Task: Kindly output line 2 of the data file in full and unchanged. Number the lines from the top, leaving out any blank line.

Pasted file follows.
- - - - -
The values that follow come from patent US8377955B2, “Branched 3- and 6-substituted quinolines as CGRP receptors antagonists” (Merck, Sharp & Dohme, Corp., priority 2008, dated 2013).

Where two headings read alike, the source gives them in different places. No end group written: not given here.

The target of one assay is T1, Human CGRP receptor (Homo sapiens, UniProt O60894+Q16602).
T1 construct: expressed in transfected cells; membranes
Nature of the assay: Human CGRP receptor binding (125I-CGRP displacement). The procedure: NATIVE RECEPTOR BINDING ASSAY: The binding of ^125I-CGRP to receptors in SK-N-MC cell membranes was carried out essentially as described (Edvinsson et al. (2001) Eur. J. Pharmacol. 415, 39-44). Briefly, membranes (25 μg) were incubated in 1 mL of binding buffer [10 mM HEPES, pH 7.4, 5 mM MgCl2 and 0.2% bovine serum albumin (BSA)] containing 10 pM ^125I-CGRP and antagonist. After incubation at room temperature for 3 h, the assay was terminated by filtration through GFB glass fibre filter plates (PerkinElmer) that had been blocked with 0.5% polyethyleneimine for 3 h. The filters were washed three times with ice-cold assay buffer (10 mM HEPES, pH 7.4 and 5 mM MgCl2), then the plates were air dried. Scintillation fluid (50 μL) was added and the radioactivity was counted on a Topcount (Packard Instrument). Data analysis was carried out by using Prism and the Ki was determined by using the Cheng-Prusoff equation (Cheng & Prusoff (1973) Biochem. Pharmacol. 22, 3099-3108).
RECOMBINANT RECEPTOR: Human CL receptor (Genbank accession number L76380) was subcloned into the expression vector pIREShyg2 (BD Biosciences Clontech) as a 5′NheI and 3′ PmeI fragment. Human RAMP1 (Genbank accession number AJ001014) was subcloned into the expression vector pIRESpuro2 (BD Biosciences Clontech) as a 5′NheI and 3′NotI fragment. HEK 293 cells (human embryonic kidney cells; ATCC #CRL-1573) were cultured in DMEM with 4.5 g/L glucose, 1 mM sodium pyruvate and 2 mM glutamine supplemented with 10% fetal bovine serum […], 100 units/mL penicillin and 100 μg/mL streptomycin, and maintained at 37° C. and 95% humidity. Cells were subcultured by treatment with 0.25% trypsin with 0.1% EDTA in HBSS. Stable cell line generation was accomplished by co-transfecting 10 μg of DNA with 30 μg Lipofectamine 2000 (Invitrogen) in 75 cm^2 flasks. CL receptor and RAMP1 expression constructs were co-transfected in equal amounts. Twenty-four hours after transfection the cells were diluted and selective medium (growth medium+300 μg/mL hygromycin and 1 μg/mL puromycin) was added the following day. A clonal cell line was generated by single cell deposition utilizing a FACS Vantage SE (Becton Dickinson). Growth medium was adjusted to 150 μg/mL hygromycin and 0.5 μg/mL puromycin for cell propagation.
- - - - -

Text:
Where two headings read alike, the source gives them in different places. No end group written: not given here.